‘BELIEVE it or not, the elegant and beautiful Easter lily and the dry, old smelly onion are close cousins, both coming from the lily family,' medical anthropologist John Heinerman writes in his fascinating Encyclopedia of Fruits & Vegetables (Parker, 1995).
Okay, so onions are a little on the aromatic side, but they taste wonderful and are indispensable as a base flavouring in cooking. And there's something delicious about preparing a winter's meal by gently sautéing, frying or sweating a finely chopped onion in a little oil (perhaps with garlic, celery and carrot).
Onions are among the vegetables that were cultivated by the Egyptians and were used for both food and in mummification (placed in the thorax, pelvis and near the eyes). Slaves building the Great Pyramid are said to have favoured the edible bulb, munching their way through 1,600 “talents” worth of onions, garlic and radishes as they worked.
Available varieties of dry onions (that is, those with papery skins which have been left in the ground until their tops died down) include brown, pickling, red, white and yellow. When buying onions, ensure they are dry and firm, and sweet smelling. Reject those which are beginning to sprout or any that have a damp, acrid smell. Store onions in a dry, airy place. Discard any raw onion left over from cooking.
Celebrate the flavour and aroma of onions with the recipes below. Incidentally, another tidbit of trivia from Heinerman is that asparagus is also a close cousin to the onion, but without the noxious odour.
Serve with grilled meats or on top of baked potatoes, or combine with mushrooms and red capsicums to serve with pasta or use as a pizza topping.
1 tablespoon extra virgin olive oil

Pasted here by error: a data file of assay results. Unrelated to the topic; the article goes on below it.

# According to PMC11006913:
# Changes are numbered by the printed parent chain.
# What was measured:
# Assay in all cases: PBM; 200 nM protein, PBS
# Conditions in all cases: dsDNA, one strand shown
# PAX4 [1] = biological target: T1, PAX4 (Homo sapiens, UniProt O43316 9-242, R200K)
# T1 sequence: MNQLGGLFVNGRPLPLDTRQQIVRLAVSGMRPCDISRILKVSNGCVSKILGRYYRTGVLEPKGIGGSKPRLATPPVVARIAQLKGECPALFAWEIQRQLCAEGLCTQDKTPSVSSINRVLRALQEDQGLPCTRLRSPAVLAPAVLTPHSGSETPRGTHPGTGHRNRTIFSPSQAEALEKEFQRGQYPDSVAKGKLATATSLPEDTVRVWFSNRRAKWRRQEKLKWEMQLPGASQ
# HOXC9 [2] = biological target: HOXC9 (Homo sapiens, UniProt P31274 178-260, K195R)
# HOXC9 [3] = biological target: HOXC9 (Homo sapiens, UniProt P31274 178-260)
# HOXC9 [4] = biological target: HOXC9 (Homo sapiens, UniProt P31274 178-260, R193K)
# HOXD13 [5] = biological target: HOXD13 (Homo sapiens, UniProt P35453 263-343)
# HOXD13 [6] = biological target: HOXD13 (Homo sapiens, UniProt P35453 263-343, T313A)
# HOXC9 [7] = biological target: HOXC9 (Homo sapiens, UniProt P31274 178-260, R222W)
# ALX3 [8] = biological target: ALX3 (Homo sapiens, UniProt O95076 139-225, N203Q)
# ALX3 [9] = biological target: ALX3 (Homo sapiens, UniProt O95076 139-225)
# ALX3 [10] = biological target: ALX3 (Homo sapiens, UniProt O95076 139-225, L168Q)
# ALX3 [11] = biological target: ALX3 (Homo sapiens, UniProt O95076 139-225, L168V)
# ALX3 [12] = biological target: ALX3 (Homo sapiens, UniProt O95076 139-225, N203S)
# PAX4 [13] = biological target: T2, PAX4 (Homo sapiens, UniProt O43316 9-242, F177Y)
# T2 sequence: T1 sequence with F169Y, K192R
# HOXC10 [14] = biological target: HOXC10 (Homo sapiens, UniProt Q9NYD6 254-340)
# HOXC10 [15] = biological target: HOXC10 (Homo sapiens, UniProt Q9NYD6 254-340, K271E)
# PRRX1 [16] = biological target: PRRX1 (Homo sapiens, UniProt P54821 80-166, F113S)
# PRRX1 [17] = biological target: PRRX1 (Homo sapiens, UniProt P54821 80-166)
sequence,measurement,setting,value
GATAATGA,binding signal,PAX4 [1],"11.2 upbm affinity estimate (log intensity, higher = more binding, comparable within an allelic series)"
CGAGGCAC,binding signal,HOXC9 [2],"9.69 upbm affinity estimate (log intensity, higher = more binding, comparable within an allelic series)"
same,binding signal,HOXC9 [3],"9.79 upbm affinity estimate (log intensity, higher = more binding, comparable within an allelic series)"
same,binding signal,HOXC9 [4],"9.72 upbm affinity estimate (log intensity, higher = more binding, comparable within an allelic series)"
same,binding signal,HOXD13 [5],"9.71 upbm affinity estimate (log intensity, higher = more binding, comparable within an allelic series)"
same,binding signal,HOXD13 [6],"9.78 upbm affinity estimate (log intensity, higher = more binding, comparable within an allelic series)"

2 large onions, sliced finely
2 tablespoons balsamic vinegar (optional)
Heat the oil in a saucepan and add the onions. Cover the pan and allow the onions to sweat over a low heat for 30 minutes, stirring occasionally. Remove the lid, add the balsamic vinegar and raise heat to allow onions to brown. Stir constantly at this time until onions are a rich brown. Serves 4. Recipe adapted from Vegetables by Rosemary Stanton.
MARGARET FULTON'S TUSCAN-STYLE STUFFED BAKED ONIONS
6 large brown onions, peeled, left whole
30g unsalted butter
2 lean rashers bacon, rind removed, diced
250g lean minced beef
1 spring onion, chopped
1 tablespoon fresh chives, chopped
2 tablespoons fresh parsley, chopped
1/4 cup fresh breadcrumbs
4 tablespoons freshly grated Parmesan
sea salt and freshly ground pepper
2 tablespoons extra virgin olive oil
1 cup chicken stock
Preheat your oven to 200 degrees C. Place the onions in a saucepan of salted water. Cover the pan and bring the water to the boil, then reduce the heat and simmer the onions for 10 minutes. Drain the onions, then carefully peel them, cutting off the tops and bottoms. Now, scoop out the centre from the inside of the onions, leaving their thick shells.
Dice the onion flesh from the hearts finely. Melt the butter in a heavy frying pan and sauté the diced onion flesh until it has softened. Add the bacon to the pan and cook for 2 minutes. Then add the beef mince, together with the chopped spring onion, chives, parsley, breadcrumbs, Parmesan cheese and salt and pepper.
Stir the mixture to combine. Spoon the stuffing into the onion shells. Place the stuffed onions in a greased shallow baking dish and drizzle with the olive oil. Pour the stock over and around the onions. Bake the onions for 30-40 minutes, or until they are tender and golden brown. Serves 6.
Tell me dear readers, are onions a favourite ingredient in your kitchen? And did you know that the Egyptians used them for mummification?
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NB: I use Australian standard measuring cups and spoons in my recipes.